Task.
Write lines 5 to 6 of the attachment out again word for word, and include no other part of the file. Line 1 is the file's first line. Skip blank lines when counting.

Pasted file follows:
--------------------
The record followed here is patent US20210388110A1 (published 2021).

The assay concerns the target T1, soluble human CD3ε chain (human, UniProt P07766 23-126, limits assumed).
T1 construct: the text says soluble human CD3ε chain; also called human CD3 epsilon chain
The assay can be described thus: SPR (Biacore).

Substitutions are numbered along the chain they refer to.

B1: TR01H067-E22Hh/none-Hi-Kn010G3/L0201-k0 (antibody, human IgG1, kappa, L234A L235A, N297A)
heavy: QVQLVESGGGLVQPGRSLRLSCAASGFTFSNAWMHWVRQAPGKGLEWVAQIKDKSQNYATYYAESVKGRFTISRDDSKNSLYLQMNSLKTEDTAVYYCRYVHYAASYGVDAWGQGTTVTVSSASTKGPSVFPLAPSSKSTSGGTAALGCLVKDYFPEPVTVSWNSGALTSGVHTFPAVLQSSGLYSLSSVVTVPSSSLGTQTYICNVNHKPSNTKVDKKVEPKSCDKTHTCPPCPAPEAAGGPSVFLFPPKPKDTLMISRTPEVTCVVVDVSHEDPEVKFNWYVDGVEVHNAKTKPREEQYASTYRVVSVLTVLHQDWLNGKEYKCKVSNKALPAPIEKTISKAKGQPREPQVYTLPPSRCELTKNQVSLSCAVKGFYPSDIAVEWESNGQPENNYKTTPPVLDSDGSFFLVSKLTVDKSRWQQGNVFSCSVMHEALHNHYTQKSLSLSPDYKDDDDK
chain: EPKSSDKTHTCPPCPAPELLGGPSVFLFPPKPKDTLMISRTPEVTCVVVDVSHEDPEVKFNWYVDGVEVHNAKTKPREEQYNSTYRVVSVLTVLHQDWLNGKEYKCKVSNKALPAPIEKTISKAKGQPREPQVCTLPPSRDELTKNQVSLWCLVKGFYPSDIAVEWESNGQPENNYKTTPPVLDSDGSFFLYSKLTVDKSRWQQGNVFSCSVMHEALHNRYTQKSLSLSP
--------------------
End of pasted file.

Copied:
Substitutions are numbered along the chain they refer to.

B1: TR01H067-E22Hh/none-Hi-Kn010G3/L0201-k0 (antibody, human IgG1, kappa, L234A L235A, N297A)